Landlord admits modern slavery charges
A landlord who forced a tenant into full-time work and kept his wages to fund a "lavish lifestyle" has admitted slavery charges.
Sajmon Brzezinski, 43, brought the man from Poland to Nottingham in 2011.
He forced him in to work, giving him just £20 to £30 per week of his £480, police said.
Brzezinski, who owned multiple cars and properties, admitted one charge of human trafficking and two of forced labour at Nottingham Crown Court.
He also owned a home in his native Poland which police described as a "palace" with 50 windows.
Brzezinski, of Overdale Road, Old Basford, met the man at a building site in Poland, and offered him travel to the UK for £60 so he could find work.
When he arrived, police said, his passport was taken from him and he was told he owed £2,000.
Brzezinski set up bank accounts for the 38-year-old, into which his wages were paid, but kept his bank card so he was unable to access the money.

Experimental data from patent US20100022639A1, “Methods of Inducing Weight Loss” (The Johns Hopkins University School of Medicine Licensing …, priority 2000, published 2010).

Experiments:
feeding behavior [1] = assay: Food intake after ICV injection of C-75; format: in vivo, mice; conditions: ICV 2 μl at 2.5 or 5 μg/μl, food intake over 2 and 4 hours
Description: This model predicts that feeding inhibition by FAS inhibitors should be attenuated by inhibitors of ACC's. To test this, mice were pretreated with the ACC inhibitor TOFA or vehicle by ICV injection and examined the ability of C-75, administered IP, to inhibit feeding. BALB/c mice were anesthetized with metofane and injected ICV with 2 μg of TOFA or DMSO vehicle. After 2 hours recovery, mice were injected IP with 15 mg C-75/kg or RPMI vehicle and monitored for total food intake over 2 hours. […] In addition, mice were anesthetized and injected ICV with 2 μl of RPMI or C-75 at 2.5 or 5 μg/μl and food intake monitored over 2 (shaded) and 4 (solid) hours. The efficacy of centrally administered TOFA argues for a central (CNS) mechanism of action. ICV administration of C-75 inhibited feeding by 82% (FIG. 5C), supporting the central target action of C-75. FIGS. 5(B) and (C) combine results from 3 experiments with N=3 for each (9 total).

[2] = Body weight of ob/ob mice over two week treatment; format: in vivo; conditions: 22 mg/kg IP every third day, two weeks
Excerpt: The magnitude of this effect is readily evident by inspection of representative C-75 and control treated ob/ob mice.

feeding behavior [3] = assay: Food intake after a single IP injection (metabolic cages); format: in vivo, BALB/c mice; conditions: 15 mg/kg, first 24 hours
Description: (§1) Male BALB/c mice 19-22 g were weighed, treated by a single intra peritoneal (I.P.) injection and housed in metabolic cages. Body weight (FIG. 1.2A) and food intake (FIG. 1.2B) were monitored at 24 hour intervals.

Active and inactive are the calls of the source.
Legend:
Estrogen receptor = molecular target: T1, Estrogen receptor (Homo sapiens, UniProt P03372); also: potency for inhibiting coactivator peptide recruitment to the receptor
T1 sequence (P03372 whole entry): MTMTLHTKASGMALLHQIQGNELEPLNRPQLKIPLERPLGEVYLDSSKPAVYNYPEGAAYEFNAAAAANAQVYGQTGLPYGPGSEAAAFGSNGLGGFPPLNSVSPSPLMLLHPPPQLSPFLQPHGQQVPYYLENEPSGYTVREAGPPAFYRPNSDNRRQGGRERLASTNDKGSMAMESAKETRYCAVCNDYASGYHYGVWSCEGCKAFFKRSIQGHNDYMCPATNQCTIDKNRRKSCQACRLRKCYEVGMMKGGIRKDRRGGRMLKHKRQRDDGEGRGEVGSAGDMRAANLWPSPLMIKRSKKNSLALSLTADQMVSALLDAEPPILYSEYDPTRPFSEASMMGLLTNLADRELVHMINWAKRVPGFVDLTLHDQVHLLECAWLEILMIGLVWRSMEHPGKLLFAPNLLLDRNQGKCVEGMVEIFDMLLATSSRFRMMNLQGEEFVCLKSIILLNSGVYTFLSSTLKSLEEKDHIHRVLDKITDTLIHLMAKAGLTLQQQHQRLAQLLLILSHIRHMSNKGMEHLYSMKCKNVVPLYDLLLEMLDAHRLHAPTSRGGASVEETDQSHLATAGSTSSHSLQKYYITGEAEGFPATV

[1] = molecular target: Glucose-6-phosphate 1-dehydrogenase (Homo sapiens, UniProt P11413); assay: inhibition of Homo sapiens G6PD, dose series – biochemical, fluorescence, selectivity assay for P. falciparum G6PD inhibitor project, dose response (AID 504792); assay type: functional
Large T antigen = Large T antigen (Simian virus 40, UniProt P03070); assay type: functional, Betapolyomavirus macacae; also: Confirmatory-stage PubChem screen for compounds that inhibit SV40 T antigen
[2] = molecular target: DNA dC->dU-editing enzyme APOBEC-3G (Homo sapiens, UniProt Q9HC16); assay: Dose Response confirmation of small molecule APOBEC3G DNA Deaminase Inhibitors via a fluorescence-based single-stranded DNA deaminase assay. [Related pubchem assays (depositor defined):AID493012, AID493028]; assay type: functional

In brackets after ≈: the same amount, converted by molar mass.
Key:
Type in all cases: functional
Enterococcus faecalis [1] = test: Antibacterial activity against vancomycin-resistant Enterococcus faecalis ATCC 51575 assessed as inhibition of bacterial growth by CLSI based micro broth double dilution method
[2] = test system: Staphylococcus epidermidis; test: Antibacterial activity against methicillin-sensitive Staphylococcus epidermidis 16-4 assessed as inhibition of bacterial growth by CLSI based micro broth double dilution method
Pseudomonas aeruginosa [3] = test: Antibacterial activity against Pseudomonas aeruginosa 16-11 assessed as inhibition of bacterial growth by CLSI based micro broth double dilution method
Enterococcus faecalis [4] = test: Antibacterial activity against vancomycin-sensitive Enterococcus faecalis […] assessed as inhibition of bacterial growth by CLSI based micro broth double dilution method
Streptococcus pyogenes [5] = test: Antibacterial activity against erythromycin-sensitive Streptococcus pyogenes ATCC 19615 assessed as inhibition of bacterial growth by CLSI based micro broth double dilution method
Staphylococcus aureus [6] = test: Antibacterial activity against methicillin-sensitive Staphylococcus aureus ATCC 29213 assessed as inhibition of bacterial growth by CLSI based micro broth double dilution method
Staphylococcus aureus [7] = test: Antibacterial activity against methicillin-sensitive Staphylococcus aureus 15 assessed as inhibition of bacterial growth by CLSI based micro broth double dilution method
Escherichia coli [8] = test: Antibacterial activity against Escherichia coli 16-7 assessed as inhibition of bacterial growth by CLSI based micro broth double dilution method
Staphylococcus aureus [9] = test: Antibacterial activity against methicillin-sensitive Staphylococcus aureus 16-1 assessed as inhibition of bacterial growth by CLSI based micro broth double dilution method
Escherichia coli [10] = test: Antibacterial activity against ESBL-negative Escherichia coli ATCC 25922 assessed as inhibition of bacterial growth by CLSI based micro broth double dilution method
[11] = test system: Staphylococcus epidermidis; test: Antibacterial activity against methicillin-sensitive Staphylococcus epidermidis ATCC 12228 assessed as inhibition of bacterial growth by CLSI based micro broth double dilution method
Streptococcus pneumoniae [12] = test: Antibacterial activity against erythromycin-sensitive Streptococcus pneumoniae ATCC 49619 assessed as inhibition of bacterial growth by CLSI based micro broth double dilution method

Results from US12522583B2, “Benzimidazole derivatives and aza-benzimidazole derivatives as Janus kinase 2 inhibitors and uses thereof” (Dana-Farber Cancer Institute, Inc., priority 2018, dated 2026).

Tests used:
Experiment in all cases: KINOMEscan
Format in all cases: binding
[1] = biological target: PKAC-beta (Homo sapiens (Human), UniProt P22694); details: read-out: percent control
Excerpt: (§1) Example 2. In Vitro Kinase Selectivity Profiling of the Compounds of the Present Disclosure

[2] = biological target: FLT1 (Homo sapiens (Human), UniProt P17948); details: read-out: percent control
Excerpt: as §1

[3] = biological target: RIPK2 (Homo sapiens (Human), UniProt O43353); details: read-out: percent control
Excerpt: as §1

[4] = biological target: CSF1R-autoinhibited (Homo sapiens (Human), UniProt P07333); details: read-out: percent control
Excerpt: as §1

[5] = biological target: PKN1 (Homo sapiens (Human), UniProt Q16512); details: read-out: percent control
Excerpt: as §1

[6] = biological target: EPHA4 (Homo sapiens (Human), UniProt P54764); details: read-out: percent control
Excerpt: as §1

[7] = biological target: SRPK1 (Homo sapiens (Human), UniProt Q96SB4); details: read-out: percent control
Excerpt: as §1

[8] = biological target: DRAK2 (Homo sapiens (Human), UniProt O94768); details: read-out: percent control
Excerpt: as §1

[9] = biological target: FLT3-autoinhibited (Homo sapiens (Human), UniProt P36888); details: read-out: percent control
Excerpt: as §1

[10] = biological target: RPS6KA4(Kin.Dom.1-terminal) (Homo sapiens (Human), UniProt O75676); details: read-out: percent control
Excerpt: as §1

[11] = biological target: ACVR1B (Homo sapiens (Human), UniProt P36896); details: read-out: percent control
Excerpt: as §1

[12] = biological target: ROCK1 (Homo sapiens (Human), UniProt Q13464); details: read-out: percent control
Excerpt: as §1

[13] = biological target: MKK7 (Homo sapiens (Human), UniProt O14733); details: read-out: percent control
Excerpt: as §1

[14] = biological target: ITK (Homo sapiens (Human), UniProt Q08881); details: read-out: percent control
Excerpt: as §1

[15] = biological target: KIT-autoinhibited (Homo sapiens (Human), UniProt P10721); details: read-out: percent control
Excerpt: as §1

Eventually, the worker confided in a colleague at a Christmas party, which led to Brzezinski's arrest.
Jon Hammond employed the worker on a farm near Arnold, Nottingham, from 2013 and said it was "shocking" to find out he was being exploited.
"You can't see it. It is happening under your nose and when it pops up, when you finally find it, it is embarrassing, it is abhorrent. It made me hugely angry," he said.
"To us, there was nothing wrong. It is quite frightening that this stuff is happening."
The Gangmasters and Labour Abuse Authority (GLAA) began an investigation with Nottinghamshire Police after Mr Hammond's company contacted them.
Ian Waterfield, the GLAA's head of operations, said Brzezinski controlled the man's work in the UK through threats of violence.
Brzezinski also admitted a charge of fraud against another victim and is due to be sentenced on 15 June.